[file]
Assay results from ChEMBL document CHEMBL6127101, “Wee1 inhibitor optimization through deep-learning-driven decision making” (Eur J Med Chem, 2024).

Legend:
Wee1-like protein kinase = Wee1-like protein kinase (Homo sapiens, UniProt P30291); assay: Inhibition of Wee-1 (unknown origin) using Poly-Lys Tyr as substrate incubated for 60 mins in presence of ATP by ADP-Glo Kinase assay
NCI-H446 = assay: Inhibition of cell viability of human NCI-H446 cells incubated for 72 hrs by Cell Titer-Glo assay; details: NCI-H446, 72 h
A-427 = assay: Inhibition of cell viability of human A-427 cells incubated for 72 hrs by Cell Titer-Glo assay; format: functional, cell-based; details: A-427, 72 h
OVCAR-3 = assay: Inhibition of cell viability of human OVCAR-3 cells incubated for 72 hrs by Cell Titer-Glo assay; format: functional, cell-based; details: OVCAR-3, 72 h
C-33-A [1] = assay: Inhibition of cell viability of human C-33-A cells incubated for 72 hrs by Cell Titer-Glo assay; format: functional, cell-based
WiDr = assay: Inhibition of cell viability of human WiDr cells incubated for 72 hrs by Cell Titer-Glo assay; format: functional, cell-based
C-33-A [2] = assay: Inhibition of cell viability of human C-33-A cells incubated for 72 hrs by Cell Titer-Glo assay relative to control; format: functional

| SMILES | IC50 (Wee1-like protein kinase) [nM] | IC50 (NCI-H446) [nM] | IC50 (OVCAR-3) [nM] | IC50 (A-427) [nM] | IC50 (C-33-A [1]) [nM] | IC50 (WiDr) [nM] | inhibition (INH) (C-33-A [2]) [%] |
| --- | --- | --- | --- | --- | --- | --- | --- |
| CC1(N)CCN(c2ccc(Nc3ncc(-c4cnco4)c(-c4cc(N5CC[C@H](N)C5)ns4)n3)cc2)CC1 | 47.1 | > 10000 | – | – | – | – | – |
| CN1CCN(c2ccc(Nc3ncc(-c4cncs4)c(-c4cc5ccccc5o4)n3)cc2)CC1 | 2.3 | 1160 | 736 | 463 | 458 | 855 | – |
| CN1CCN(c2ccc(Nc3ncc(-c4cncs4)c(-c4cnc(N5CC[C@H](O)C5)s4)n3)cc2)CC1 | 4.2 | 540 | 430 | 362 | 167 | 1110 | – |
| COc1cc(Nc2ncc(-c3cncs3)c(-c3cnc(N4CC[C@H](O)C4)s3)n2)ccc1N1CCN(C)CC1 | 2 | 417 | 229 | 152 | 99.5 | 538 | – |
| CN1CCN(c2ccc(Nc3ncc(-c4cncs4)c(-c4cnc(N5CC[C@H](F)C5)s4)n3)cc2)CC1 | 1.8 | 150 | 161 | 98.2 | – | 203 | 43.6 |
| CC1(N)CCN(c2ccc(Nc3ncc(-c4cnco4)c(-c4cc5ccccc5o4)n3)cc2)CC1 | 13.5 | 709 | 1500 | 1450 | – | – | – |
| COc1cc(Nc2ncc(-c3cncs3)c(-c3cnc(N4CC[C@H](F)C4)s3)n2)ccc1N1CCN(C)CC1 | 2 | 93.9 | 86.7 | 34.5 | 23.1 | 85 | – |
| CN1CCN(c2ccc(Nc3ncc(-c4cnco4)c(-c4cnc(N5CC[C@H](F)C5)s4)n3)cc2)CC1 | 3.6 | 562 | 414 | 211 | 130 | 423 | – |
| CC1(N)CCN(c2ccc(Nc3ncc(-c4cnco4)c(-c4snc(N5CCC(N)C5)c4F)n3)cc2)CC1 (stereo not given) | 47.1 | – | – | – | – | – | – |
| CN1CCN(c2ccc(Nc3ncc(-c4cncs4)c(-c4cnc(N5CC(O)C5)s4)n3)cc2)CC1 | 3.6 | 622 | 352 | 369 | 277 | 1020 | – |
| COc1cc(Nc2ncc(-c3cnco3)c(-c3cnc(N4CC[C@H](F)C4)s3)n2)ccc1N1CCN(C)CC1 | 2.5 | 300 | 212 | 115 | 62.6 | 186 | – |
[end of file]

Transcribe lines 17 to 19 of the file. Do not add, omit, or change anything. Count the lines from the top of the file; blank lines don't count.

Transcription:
| CC1(N)CCN(c2ccc(Nc3ncc(-c4cnco4)c(-c4cc5ccccc5o4)n3)cc2)CC1 | 13.5 | 709 | 1500 | 1450 | – | – | – |
| COc1cc(Nc2ncc(-c3cncs3)c(-c3cnc(N4CC[C@H](F)C4)s3)n2)ccc1N1CCN(C)CC1 | 2 | 93.9 | 86.7 | 34.5 | 23.1 | 85 | – |
| CN1CCN(c2ccc(Nc3ncc(-c4cnco4)c(-c4cnc(N5CC[C@H](F)C5)s4)n3)cc2)CC1 | 3.6 | 562 | 414 | 211 | 130 | 423 | – |